Right now, PDAs are in a terrible slump.
Once upon a time, a company called 3com came up with this thing called a Palm Pilot (let us not go so far back as the Newton, for I am ignorant of its glory, knowing it only for its failure). The Palm Pilot was cool: it was a tiny little computer you held in the palm of one hand, and you interacted with it by ‘writing’ on it with a stylus. It was intended to be deliberately low-featured and simple, providing the tools you needed to keep track of your schedule, your memos and your address book, plus maybe a few other simple things. This made it (relatively) cheap.
Later, Microsoft, the company we love to hate, came up with their own competing hardware model and operating system for PDAs, fostering the breed of devices now known as Pocket PCs, among many other names.
This, along with the ongoing need for 3com (later Palm inc.) to make money by selling new gadgets, caused a bit of an arms race (pun intentional). These stylus-based PDAs began acquiring new (expensive) features at a terrible rate. Microsoft coped with this by throwing armies of programmers at the new problems arising from these new devices. The scrawny beast that was PalmOS, however, grew shaky in the extreme at the prospect of things like wireless networking, web-browsing, playing back MP3s while doing everything else, and so forth. Such was the pressure caused by this shakiness that Palm inc. has undergone a long series of personality crises in recent years. These days it is unclear if anyone is really at the helm of the Palm pilot empire anymore, but the fact remains: Palm was cool, and Palm was first. A lot of very cool applications got written for the Palm, and they’re still out there.
Enough history, I miss my point. The point is that this is all fixable. It would not take rocket science to build an ideal PDA today. Here’s how I believe it could be done:
1. Build a new PDA starting with the umpc idea as a template, i.e. use the existing i386-based architecture. Lots of stuff runs on that, and the problems of making it power-efficient like a PDA are already well understood, and largely solved.
2. Put linux on it. Why? Why not? It’s free, and it can be squeezed into embedded platforms just nicely. It has already been done.
3. Give it emulators. This is where I would concentrate the effort if I were a PDA-development firm today: Usefulness is a function of how many good apps there are for your platform. This too, is a wheel that does not require re-invention. If your PDA can run Palm apps, it has a vast library of free tools straight away. Your PDA can do this easily: Palms were slow beasties, and new hardware is very fast. Emulate the PocketPC while you’re at it. If this means embedding a Windows Mobile license, in that particular emulator, so be it. The Pocket PC is a hideous frankenstein’s monster, but the vast majority of modern commercial PDA-apps are being written for it.
4. Don’t be stupid. Right now, at the outset of 2007, the IT industry contains some of the finest minds and the most cunning strategists in the world. Computer hardware and software represent the leading edge in the science of marketing, so why are PDA manufacturers so stupid?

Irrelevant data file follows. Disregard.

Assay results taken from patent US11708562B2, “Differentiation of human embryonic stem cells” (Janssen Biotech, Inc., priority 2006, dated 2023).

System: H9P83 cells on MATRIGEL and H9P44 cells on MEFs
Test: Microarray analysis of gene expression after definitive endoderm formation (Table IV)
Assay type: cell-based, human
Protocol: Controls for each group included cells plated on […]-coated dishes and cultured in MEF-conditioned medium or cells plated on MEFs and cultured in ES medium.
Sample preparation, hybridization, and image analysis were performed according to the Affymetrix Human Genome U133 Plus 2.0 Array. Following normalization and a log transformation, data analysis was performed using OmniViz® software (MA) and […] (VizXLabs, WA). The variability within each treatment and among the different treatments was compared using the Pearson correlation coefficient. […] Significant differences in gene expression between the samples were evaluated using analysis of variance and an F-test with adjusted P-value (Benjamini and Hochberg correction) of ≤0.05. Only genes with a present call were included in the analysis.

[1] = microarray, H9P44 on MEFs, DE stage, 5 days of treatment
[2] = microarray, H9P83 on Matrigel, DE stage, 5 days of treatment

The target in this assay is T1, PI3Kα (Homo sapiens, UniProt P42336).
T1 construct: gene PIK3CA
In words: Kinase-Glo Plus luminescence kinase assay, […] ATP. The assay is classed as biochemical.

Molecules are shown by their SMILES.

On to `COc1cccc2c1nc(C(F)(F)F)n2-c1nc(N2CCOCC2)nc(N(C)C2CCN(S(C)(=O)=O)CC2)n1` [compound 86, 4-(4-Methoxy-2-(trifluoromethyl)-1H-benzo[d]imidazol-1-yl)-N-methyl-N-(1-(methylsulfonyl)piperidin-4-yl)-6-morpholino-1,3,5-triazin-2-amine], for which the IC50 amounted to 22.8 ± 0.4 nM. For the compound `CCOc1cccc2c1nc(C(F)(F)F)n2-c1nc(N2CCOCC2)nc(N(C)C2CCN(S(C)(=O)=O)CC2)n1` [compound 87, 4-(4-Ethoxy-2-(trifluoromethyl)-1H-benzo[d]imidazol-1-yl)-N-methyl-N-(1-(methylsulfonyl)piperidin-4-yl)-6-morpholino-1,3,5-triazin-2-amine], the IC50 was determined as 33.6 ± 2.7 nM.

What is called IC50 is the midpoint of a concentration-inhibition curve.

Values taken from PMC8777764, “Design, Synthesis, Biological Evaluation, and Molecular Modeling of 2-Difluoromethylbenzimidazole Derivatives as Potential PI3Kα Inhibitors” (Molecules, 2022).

– You need a brand. Palm knew this of old: 95% of the people I know who have ever heard of a PDA refer to all PDAs as “Palms”. Your hardware needs to be in every business magazine on earth, on posters on the side of trams. It needs to have apple-style quirky marketing. It needs to be viral.
– You need a range. The HP/Compaq iPaq range of pocket-PCs might be an example of this, if they weren’t such a higgledy piggledy line-up of nameless one-offs. There is no sequentiality. There is no modularity. Palm today are far worse at this: Seriously guys, three models? One new model every six months or so? And what about back-support? How quickly did the Tungsten T5 become persona non-grata? Why? Oh, and Sharp, wake up and smell the coffee: PDAs do exist in the world outside Japan. If you or someone just siezed the reins, you could expand the existing PDA market by an order of magnitude, and it would all be yours.
– You need a roadmap. Does anyone know? What is the future of PDAs from HP? How about PDAs from Palm? Sharp? It’s not an all-fired mystery: the functionality of a good PDA hasn’t changed all that radically since the Palm 3. Add-ons are how you get your range of similar devices with modular extra features. PC manufacturers can do this in a cyclone with both hands tied behind their backs while whistling dixie. Don’t give me that crap about size being an issue: Mobile phone manufacturers seem to cope, and have you looked at Lenovo‘s line up of laptops lately?
This stuff never fails to astonish me. The PDA market is just so much vastly bigger than the laptop market: only people with desks need laptops. People without desks can still use a PDA just fine. People who have laptops already will spend mind boggling amounts of money to get smaller, lighter ones. Where is the capitalist feeding frenzy? Where is the supply rushing in to fill the demand? What kind of drugs are these people on? Aaaargh!
Manufacturers of the world take note: I am a prototypical english-speaking white male caucasian geek with a good income. My ideal PDA is as follows:
- Fits in my pocket.
- Uses a stylus.
- Runs PalmOS apps.
- Runs Pocket PC apps.
- Talks bluetooth to my other gadgets.
- Is stable as hell.
- Will be properly supported by the manufacturer for the next three years.
That’s all. It’s not asking a lot, really. All that other stuff (massive storage, phone features, wifi, cameras, proper web browsers, mp3-playback, nice developer support, keyboards, barcode readers, ruggedness, etc.) would be nice, but I can live without it. I expect that if you have a brain, I should be able to buy these features from you as add-ons or upgrades, or even as more expensive models of the gadget I bought.
Why is it not already so?